State: Give Us That Medicaid Money We Said We Didn’t Want
Texas lost out on a boatload of money when it declined to expand Medicaid. Now it wants that cash.
Texas health officials are asking the Trump administration to condone Texas' move to kick Planned Parenthood out of a Medicaid waiver program for low-income women, a decision that flew in the face of federal health law. Should they succeed, Texas could forge a national blueprint for other anti-choice states looking to expel the reproductive health network without any legal or monetary backlash.
When the state booted the dominant provider and its 50,000 patients from the joint federal-state Women's Health Program in 2012, they forfeited their right to the fed's 90% share, totaling $35 million each year, because the exclusion violated the freedom of provider choice provision in Medicaid law. (No funds went toward abortion, instead going for basic preventive health care like birth control and cancer screenings for the state's poorest women.) Texas went it alone, financing Healthy Texas Women, a new version of the program, in 2013. Now, audaciously, the state is asking for $405 million over five years, money it originally gave up for sticking to its anti-choice politics. And considering the new administration's stance on Planned Parenthood – and the anti-abortion figureheads now leading the federal health department – they just might get it.
"There is a new administration, and we're looking at what opportunities may exist for us," wrote Carrie Williams, a spokesperson with the Texas Health and Human Services Commission, in an email to the Chronicle. "This is about possible funding options for the state, not about making changes to the program itself here in Texas."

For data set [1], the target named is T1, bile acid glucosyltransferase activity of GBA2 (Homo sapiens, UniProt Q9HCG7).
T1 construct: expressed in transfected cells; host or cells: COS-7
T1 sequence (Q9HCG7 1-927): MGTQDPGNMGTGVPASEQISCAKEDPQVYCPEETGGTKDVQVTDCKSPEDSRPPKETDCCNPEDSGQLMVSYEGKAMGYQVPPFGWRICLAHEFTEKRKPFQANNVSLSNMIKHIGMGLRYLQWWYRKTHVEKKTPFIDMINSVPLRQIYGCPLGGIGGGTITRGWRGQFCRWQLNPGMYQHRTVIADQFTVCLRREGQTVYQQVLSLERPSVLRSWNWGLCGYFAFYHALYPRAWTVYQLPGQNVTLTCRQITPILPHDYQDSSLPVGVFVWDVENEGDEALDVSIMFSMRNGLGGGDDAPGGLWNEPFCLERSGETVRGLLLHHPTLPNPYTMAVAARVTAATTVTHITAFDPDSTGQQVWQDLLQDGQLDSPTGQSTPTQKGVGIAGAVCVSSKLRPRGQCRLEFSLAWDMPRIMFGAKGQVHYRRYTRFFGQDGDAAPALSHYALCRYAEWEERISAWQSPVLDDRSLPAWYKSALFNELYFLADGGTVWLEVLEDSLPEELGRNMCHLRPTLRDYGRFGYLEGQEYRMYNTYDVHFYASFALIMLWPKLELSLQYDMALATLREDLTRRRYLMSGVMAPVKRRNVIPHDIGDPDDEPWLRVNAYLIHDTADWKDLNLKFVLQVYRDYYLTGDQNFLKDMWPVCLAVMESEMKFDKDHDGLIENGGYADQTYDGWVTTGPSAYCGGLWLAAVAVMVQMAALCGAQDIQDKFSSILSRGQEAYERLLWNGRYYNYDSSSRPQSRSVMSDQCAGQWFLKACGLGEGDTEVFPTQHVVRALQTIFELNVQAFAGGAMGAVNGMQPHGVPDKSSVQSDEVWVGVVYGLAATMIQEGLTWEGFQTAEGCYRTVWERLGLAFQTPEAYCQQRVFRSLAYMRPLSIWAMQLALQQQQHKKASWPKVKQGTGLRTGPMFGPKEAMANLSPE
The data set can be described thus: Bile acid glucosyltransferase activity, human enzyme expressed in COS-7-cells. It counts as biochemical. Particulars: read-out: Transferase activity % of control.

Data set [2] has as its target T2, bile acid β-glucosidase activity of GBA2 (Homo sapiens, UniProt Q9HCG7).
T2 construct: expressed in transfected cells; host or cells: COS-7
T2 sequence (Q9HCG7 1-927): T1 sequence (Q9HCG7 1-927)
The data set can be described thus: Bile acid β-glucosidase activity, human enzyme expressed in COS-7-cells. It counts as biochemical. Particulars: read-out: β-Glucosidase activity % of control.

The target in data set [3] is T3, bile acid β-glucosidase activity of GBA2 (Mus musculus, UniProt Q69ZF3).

Stacey Pogue, senior policy analyst for Center for Public Policy Priorities, expressed concerns over the Section 1115 demonstration waiver request during the health commission's Women's Health Advisory Committee meeting on May 15. "We have tried for five years to repair the provider network that was damaged with family planning cuts and removing Planned Parenthood," she said. "And that damage still has not been repaired." Indeed, since Planned Parenthood got forced out, the program serves thousands fewer clients ("Report: Texas Women's Health Program Hit Hard," April 3, 2015).
Yvonne Gutierrez, executive director for Planned Parenthood Texas Votes, tells the Chronicle that greenlighting the request is tantamount to "rewarding" bad behavior. "This is the state saying, once again, not only do we not want to include Planned Parenthood, but we want to be validated for our decision to go ahead with a new program that has proven to be unsuccessful without them," she said. If the Trump administration breaks with the longstanding Social Security Act law that cost Texas the funds, it could open the door to patient discrimination in other states. "The damage could extend far beyond Planned Parenthood," said Gutierrez. "If they mess with the law that protects Medicaid patients from their preferred provider, what's next?"
HHSC points to Texas holding the highest birth rate in the U.S. (more than half paid for through Medicaid), and one of the highest teen pregnancy rates in the country, plus the fact that one-third of pregnancies are unplanned, as reasons for the state's effort to obtain the federal money. But in yet another ironic thread in the GOP's reproductive health policy, Medicaid births – most likely unplanned pregnancies – rose in areas where access to PP was barred, according to The New England Journal of Medicine ("Study: Less Contraception, More Medicaid Births After Planned Parenthood Ban," Feb. 3, 2016). Meanwhile, according to the health commission's own data, the program averted thousands of unplanned pregnancies before Planned Parenthood was removed.
The public has until Monday, June 12, to submit public comment to the Texas Health and Human Services Commission on the Section 1115 demonstration waiver request. Email: email@example.com.